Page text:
Therefore, if you are searching for a job or next career opportunity (which is our common theme on this blog) make an effort to face the rejections, the refusals, and the denials with as much grace as possible.  Being grace filled, is the main tip that will ultimately help you to be both mentally and emotionally strong enough to withstand the difficult seasons with thankfulness.

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By |November 21, 2022|Job Search Blog|

If A Candidate Has Multiple Jobs Does That Mean Their Unreliable?

There is one constant conundrum in the profession of a recruiter as well as for our clients and our candidates. It is the problem of having too many jobs in a short period of time as part of your career history.  We’ve known some organizations that consider more than two jobs in five years to be excessive. Most people would agree that three jobs in three years is problematic. A hiring authority and his or her company are looking to minimize risk. A candidate with three jobs in three years is considered a risk. Most hiring authorities assume that, no matter what the reasons, a candidate with that kind of record is only going to be with their company for three years.

Candidates with short tenure will always have “reasons” for why they left or were forced to leave. Some are more valid than others. Some of our clients simply won’t, under any circumstances interview a candidate who has had three jobs in three years. I understand.

However, the truth is that the complication of business has rapidly changed over the years. Companies are more fluid than they have ever been… Ever!

Consider the following facts:

  • In 1973 (the year that I got in this profession) the average company in the United States was 59 years old.

  • In 2012 the average company in the United States was 15 years old.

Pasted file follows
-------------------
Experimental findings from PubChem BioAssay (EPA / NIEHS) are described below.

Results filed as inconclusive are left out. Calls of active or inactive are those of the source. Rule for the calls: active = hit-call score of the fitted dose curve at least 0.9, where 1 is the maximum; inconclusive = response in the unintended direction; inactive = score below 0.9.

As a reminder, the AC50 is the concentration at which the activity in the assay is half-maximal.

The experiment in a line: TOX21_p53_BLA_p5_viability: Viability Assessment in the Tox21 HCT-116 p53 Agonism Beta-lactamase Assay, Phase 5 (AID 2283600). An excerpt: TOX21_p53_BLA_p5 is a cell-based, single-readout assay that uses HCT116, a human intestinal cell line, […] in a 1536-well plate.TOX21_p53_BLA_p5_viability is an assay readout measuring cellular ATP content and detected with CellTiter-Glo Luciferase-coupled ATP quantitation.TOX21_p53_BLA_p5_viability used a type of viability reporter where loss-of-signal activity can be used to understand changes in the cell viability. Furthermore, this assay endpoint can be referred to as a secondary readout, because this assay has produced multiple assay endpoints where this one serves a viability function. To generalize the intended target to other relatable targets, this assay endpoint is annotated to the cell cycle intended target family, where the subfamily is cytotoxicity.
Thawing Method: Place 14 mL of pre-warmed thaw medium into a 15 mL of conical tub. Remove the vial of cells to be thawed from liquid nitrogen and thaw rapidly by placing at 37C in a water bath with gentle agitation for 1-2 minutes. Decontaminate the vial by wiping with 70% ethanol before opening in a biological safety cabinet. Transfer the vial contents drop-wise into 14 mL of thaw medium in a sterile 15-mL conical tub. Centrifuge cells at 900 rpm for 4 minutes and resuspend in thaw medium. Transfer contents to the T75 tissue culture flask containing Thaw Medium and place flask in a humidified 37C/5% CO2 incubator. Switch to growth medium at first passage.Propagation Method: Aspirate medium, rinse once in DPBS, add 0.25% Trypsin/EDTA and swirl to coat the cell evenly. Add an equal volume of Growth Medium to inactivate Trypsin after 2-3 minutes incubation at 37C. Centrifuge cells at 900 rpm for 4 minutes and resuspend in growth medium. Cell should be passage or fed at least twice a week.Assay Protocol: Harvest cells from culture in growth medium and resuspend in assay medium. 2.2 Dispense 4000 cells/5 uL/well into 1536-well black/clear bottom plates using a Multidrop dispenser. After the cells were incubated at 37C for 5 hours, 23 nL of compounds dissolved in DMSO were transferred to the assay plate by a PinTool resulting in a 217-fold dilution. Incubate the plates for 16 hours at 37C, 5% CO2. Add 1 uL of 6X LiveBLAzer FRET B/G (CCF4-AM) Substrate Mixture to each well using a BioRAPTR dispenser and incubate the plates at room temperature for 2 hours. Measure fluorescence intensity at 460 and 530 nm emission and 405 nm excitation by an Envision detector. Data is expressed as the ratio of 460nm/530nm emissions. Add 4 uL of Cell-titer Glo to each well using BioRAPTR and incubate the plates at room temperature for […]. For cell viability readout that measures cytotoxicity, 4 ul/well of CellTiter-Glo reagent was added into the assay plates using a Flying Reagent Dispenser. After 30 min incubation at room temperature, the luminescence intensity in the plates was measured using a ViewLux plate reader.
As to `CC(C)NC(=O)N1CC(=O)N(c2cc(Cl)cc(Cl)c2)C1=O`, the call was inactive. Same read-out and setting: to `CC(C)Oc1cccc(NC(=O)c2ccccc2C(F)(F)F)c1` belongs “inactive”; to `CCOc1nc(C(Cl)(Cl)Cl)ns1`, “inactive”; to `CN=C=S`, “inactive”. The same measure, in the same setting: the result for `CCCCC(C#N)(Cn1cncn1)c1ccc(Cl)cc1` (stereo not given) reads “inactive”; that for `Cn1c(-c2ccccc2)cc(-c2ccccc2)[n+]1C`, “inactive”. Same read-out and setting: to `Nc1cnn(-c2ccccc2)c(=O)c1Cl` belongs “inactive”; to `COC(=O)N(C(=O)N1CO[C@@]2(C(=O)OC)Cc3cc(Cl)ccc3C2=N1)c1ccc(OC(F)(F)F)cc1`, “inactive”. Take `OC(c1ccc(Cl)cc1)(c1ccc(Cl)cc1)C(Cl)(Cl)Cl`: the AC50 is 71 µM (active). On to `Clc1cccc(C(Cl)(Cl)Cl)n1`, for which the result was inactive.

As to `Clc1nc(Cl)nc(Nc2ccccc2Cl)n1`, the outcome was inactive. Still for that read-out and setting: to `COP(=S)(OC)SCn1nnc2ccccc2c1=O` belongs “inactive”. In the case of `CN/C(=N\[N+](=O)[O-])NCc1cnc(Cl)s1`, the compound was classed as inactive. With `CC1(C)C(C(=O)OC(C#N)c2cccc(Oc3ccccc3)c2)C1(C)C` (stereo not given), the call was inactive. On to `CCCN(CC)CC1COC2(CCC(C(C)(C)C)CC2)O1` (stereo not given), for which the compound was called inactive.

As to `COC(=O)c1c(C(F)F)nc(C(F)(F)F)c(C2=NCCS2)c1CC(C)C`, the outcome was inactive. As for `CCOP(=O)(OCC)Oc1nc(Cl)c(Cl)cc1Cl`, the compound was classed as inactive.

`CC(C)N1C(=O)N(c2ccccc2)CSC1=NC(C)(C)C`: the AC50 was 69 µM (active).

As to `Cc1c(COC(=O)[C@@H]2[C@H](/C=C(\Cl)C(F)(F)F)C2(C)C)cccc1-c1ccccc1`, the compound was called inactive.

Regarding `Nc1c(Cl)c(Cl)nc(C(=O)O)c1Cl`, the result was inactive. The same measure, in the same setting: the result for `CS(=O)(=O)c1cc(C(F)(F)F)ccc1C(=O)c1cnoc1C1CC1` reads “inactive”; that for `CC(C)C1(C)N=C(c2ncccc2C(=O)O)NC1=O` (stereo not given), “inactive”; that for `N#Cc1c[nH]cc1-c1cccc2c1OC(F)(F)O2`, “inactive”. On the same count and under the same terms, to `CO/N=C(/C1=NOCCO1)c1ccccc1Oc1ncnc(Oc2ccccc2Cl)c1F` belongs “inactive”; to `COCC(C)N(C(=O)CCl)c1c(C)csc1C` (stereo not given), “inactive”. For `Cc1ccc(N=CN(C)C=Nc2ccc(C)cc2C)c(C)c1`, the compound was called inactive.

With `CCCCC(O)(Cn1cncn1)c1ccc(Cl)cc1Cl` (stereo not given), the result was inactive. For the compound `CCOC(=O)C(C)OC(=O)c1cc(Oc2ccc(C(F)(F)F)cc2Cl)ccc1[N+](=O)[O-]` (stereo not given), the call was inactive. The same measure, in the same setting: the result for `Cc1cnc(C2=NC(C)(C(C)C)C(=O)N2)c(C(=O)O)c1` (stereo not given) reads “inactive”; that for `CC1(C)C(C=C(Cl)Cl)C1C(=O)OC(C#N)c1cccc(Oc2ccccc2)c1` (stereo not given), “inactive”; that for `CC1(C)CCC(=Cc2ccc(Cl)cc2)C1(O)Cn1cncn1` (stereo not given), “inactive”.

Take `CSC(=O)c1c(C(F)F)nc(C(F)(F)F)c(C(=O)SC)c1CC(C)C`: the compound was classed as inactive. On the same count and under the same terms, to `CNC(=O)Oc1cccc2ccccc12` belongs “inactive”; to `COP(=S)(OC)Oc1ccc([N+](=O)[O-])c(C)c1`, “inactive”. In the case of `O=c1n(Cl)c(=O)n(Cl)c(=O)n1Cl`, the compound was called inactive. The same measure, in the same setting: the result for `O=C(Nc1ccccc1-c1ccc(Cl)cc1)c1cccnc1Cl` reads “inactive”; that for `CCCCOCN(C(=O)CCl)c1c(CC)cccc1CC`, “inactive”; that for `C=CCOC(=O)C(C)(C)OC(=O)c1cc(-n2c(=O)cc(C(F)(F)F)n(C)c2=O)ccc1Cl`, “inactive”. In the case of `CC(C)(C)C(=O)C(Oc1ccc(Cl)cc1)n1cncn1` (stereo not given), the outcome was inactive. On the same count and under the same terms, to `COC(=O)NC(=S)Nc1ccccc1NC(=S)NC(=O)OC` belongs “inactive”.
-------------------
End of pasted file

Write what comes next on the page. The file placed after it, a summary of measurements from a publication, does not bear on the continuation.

• In 2014 the average company in the United States was 12 years old.

  • The average turnover rate of a survey of 40,000 businesses in the United States was 15% 

  • Average turnover rate for small businesses was close to 20%

  • The average job in United States lasts 2.5 years

Think about it. Businesses come and go faster than they ever have and the turnover rate is as great as it’s ever been.

One of our hiring authorities, Danny, stated he just didn’t want to see any candidates that had more than two jobs in the last three years. Danny said that they would be with him for about that amount of time and he just wouldn’t interview anybody like that. He stated that he was 55 years old and it only had two jobs in the last 25 years. He couldn’t understand why people these days would have so many different jobs in short periods of time. In other words, why weren’t more people like Danny? Well, Danny was a performer but he was also lucky!

I explained to him the above statistics. Companies come and go faster than they ever have. The candidate whose company got bought, shutdown or merged may be a really good employee. His or her reasons for leaving the job may not have anything to do with them, but the company that they were working for. Twitter, for instance would be a great example of turbulent work environment, as of today, that may cause a job change.  Danny reflected for a moment and admitted that his company, a few years earlier, had bought another company and laid off 60% of the people in that company because there was a duplication of jobs.